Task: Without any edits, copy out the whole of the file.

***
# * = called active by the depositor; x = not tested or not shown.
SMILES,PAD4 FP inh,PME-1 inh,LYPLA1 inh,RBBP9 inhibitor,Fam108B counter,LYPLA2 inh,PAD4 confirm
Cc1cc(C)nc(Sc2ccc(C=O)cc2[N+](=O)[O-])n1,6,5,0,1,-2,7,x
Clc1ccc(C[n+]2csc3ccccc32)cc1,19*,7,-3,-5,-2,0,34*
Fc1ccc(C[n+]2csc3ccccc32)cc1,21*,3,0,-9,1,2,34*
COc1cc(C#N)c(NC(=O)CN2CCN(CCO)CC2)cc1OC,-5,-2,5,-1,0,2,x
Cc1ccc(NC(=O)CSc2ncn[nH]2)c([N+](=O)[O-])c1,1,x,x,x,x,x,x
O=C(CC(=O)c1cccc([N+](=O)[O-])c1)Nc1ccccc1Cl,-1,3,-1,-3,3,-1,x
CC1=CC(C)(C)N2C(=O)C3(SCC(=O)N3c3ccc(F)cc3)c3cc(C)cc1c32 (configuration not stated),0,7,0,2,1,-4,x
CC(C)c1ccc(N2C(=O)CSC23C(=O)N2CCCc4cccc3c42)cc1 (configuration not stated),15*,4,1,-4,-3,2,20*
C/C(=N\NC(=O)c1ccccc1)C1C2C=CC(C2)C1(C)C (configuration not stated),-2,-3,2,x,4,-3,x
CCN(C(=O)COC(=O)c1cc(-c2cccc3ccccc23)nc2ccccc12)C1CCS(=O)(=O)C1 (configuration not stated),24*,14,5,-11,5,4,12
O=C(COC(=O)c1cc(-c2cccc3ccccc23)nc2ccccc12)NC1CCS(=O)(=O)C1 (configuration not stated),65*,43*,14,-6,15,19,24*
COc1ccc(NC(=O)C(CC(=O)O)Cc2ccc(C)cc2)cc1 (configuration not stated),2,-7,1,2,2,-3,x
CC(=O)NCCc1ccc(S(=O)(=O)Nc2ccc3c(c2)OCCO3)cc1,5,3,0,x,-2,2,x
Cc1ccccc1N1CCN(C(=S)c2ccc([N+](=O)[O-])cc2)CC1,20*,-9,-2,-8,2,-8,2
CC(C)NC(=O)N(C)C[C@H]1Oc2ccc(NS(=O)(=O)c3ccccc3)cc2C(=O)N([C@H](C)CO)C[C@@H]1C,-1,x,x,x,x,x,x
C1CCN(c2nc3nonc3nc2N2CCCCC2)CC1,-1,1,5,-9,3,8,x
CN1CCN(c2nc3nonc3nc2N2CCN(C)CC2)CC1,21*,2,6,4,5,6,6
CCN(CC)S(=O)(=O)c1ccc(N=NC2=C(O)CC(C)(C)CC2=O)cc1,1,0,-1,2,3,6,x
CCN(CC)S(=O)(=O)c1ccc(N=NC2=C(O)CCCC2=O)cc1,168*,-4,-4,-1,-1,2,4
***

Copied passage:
# * = called active by the depositor; x = not tested or not shown.
SMILES,PAD4 FP inh,PME-1 inh,LYPLA1 inh,RBBP9 inhibitor,Fam108B counter,LYPLA2 inh,PAD4 confirm
Cc1cc(C)nc(Sc2ccc(C=O)cc2[N+](=O)[O-])n1,6,5,0,1,-2,7,x
Clc1ccc(C[n+]2csc3ccccc32)cc1,19*,7,-3,-5,-2,0,34*
Fc1ccc(C[n+]2csc3ccccc32)cc1,21*,3,0,-9,1,2,34*
COc1cc(C#N)c(NC(=O)CN2CCN(CCO)CC2)cc1OC,-5,-2,5,-1,0,2,x
Cc1ccc(NC(=O)CSc2ncn[nH]2)c([N+](=O)[O-])c1,1,x,x,x,x,x,x
O=C(CC(=O)c1cccc([N+](=O)[O-])c1)Nc1ccccc1Cl,-1,3,-1,-3,3,-1,x
CC1=CC(C)(C)N2C(=O)C3(SCC(=O)N3c3ccc(F)cc3)c3cc(C)cc1c32 (configuration not stated),0,7,0,2,1,-4,x
CC(C)c1ccc(N2C(=O)CSC23C(=O)N2CCCc4cccc3c42)cc1 (configuration not stated),15*,4,1,-4,-3,2,20*
C/C(=N\NC(=O)c1ccccc1)C1C2C=CC(C2)C1(C)C (configuration not stated),-2,-3,2,x,4,-3,x
CCN(C(=O)COC(=O)c1cc(-c2cccc3ccccc23)nc2ccccc12)C1CCS(=O)(=O)C1 (configuration not stated),24*,14,5,-11,5,4,12
O=C(COC(=O)c1cc(-c2cccc3ccccc23)nc2ccccc12)NC1CCS(=O)(=O)C1 (configuration not stated),65*,43*,14,-6,15,19,24*
COc1ccc(NC(=O)C(CC(=O)O)Cc2ccc(C)cc2)cc1 (configuration not stated),2,-7,1,2,2,-3,x
CC(=O)NCCc1ccc(S(=O)(=O)Nc2ccc3c(c2)OCCO3)cc1,5,3,0,x,-2,2,x
Cc1ccccc1N1CCN(C(=S)c2ccc([N+](=O)[O-])cc2)CC1,20*,-9,-2,-8,2,-8,2
CC(C)NC(=O)N(C)C[C@H]1Oc2ccc(NS(=O)(=O)c3ccccc3)cc2C(=O)N([C@H](C)CO)C[C@@H]1C,-1,x,x,x,x,x,x
C1CCN(c2nc3nonc3nc2N2CCCCC2)CC1,-1,1,5,-9,3,8,x
CN1CCN(c2nc3nonc3nc2N2CCN(C)CC2)CC1,21*,2,6,4,5,6,6
CCN(CC)S(=O)(=O)c1ccc(N=NC2=C(O)CC(C)(C)CC2=O)cc1,1,0,-1,2,3,6,x
CCN(CC)S(=O)(=O)c1ccc(N=NC2=C(O)CCCC2=O)cc1,168*,-4,-4,-1,-1,2,4